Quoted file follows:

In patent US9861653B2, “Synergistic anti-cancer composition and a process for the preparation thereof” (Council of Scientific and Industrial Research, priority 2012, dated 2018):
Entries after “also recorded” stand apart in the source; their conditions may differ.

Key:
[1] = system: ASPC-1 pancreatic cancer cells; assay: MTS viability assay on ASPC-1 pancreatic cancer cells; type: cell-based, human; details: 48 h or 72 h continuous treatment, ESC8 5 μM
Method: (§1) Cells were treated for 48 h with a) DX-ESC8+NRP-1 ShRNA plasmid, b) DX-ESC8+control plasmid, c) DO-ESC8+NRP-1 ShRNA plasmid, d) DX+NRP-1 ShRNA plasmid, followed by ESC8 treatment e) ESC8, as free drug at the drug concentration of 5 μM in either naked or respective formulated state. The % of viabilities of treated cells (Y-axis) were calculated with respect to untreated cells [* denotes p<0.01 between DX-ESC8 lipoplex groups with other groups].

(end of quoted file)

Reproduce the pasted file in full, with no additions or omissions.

In patent US9861653B2, “Synergistic anti-cancer composition and a process for the preparation thereof” (Council of Scientific and Industrial Research, priority 2012, dated 2018):
Entries after “also recorded” stand apart in the source; their conditions may differ.

Key:
[1] = system: ASPC-1 pancreatic cancer cells; assay: MTS viability assay on ASPC-1 pancreatic cancer cells; type: cell-based, human; details: 48 h or 72 h continuous treatment, ESC8 5 μM
Method: (§1) Cells were treated for 48 h with a) DX-ESC8+NRP-1 ShRNA plasmid, b) DX-ESC8+control plasmid, c) DO-ESC8+NRP-1 ShRNA plasmid, d) DX+NRP-1 ShRNA plasmid, followed by ESC8 treatment e) ESC8, as free drug at the drug concentration of 5 μM in either naked or respective formulated state. The % of viabilities of treated cells (Y-axis) were calculated with respect to untreated cells [* denotes p<0.01 between DX-ESC8 lipoplex groups with other groups].